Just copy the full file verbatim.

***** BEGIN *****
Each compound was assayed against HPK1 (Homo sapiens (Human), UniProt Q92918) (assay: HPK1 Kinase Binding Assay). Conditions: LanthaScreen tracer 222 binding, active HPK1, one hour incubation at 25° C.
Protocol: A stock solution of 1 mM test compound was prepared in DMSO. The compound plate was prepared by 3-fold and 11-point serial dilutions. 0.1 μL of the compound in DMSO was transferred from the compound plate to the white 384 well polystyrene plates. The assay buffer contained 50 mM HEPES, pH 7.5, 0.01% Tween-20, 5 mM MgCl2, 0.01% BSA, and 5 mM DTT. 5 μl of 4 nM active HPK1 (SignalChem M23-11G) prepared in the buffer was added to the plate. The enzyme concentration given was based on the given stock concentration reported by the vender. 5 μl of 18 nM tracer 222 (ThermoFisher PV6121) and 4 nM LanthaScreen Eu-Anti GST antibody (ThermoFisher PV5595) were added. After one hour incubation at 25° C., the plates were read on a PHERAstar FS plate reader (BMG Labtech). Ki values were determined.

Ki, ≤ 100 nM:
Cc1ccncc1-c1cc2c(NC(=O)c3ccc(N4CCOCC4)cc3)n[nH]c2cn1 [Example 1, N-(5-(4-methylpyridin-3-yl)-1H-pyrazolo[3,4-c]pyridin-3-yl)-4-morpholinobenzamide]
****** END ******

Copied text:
Each compound was assayed against HPK1 (Homo sapiens (Human), UniProt Q92918) (assay: HPK1 Kinase Binding Assay). Conditions: LanthaScreen tracer 222 binding, active HPK1, one hour incubation at 25° C.
Protocol: A stock solution of 1 mM test compound was prepared in DMSO. The compound plate was prepared by 3-fold and 11-point serial dilutions. 0.1 μL of the compound in DMSO was transferred from the compound plate to the white 384 well polystyrene plates. The assay buffer contained 50 mM HEPES, pH 7.5, 0.01% Tween-20, 5 mM MgCl2, 0.01% BSA, and 5 mM DTT. 5 μl of 4 nM active HPK1 (SignalChem M23-11G) prepared in the buffer was added to the plate. The enzyme concentration given was based on the given stock concentration reported by the vender. 5 μl of 18 nM tracer 222 (ThermoFisher PV6121) and 4 nM LanthaScreen Eu-Anti GST antibody (ThermoFisher PV5595) were added. After one hour incubation at 25° C., the plates were read on a PHERAstar FS plate reader (BMG Labtech). Ki values were determined.

Ki, ≤ 100 nM:
Cc1ccncc1-c1cc2c(NC(=O)c3ccc(N4CCOCC4)cc3)n[nH]c2cn1 [Example 1, N-(5-(4-methylpyridin-3-yl)-1H-pyrazolo[3,4-c]pyridin-3-yl)-4-morpholinobenzamide]